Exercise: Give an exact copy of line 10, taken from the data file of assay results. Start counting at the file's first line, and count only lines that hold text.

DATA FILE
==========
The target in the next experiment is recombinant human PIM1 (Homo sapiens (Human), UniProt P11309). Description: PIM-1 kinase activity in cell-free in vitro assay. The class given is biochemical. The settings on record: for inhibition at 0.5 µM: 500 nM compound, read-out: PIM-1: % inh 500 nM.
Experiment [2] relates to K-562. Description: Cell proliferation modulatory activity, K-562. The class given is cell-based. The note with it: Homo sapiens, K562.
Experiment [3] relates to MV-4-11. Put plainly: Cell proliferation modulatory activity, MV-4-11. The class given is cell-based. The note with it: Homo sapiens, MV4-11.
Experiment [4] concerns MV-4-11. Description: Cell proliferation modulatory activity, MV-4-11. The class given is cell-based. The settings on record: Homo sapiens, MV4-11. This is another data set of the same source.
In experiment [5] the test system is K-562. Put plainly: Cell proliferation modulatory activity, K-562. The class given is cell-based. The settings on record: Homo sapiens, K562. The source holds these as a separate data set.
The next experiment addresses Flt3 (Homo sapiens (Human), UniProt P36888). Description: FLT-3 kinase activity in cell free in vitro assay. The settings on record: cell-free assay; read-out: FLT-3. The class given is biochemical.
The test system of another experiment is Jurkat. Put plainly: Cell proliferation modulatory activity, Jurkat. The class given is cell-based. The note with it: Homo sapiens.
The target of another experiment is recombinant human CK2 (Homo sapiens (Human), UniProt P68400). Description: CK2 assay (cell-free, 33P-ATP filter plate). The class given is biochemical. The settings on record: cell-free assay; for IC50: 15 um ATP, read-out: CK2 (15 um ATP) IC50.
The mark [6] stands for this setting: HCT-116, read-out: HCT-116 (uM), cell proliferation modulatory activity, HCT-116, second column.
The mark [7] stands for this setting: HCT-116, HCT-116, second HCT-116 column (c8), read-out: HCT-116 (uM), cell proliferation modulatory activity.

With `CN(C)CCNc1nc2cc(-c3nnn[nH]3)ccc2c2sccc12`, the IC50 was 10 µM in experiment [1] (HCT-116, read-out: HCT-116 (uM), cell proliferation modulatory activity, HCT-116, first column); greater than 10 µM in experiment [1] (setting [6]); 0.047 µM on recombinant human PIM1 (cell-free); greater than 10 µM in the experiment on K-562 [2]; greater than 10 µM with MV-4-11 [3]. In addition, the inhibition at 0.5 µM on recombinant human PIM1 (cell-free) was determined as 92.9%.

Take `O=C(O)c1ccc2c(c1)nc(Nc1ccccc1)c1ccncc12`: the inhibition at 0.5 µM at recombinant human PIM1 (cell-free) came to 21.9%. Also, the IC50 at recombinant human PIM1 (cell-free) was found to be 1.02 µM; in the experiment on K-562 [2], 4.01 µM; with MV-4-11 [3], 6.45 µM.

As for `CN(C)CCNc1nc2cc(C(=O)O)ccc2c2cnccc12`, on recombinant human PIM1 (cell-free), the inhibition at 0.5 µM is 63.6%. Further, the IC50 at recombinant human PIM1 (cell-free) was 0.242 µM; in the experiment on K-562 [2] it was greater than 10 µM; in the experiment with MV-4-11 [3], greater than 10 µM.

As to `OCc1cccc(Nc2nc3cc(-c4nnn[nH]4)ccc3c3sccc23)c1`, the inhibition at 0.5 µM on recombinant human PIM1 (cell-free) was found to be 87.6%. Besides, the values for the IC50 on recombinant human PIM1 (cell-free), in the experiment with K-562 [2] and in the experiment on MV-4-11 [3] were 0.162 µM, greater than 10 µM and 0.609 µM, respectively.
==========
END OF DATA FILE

The mark [7] stands for this setting: HCT-116, HCT-116, second HCT-116 column (c8), read-out: HCT-116 (uM), cell proliferation modulatory activity.